How Technology Is Increasing Productivity in the Construction Industry
The construction industry is one of the slowest growing industries in the world. In fact, although other sectors like manufacturing have seen a growth of 3.6%, the construction industry has seen a 1% growth over the last twenty years.
However, with the use of technology on the job site, the construction sector will inevitably experience its own boom in productivity.
About 65% of contractors already use tablets on the job site, and 93% of contractors use smartphones.
These statistics prove that technology is already prevalent on the job site, so it's just a matter of finding a platform that works for construction teams to move the productivity needle.
Once the entire industry takes advantage of workflow technology, there is no doubt that productivity will increase in the industrial construction industry.
In the article below, we will take a look at how technology is increasing the productivity of the construction industry.
Table of Contents
- Mobile Devices and Apps
- 3D Printers and Robotic Constructors
- Flexibility and Mobility
- Real-Time Data
- The Construction Industry Is Set For A Boom in Productivity
Technologies Set To Increase Productivity
Here's a look at a few of the technologies changing the industry now, and paving the way for a more connected future.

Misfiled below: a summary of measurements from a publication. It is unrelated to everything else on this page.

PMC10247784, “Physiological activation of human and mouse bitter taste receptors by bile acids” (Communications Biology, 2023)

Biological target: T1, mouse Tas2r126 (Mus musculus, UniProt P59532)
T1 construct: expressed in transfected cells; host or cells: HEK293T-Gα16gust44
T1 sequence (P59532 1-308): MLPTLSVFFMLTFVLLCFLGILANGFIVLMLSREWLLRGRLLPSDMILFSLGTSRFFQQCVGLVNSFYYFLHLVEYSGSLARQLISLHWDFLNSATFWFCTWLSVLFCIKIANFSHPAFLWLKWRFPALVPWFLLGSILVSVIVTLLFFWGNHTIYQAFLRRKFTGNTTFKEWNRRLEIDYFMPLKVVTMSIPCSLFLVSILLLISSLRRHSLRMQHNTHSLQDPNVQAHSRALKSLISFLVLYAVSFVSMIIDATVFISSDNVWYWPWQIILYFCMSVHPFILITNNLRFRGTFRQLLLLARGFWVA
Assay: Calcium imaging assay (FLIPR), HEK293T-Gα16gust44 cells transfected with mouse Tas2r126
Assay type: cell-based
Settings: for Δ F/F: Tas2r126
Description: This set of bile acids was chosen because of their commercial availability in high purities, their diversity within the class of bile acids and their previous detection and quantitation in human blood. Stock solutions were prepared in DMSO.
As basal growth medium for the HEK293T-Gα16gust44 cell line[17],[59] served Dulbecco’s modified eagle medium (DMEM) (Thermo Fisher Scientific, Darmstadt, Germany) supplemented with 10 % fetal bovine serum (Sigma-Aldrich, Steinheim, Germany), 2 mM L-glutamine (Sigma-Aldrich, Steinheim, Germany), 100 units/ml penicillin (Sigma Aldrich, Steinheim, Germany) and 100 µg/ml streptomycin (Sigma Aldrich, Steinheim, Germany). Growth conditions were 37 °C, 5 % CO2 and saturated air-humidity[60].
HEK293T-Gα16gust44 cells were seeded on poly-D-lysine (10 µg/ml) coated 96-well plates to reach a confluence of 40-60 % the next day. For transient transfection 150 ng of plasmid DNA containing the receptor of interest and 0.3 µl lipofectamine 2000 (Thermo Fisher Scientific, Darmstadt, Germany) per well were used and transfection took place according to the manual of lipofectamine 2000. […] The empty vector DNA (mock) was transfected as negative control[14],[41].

Mobile Devices and Apps
Since 93% of contractors use smartphones, the most widely adopted of all new technologies are mobile devices.
Mobile devices have easy-to-use apps that allow workers to access, document, share, and edit important project information even while on the job site.
There are even heavy-duty devices explicitly made for fieldwork.
These smartphones feature rugged construction, screens that are better lit for viewing in bright daylight or poor weather conditions, and industry-specific components such as barcode scanners and radio-frequency identification readers.
Drones, or unmanned aerial vehicles (UAVs), are equipped with cameras and have been used for several years to collect information in locations that are hard for humans to access.
The images captured by the drones can support site assessment and inspections, as well as augment a project team's understanding of progress and as-built conditions.
Drones can also monitor logistics, deliveries, and the workforce. You can even take drone footage and convert it into 3-D pictures that can be compared to architectural plans.
Expect improvements here to focus on advanced cameras and lenses that can capture better images, as well as enhanced communication in real time between drones and software on the receiving end.
3-D printers and robotic constructors
Extruded concrete, including concrete composites, plastics, and other materials are being used to create building components and even entire buildings.
The world's first 3-D-printed office was recently constructed in Dubai. Robotic arms have been used in conjunction with 3-D printers to print a variety of forms.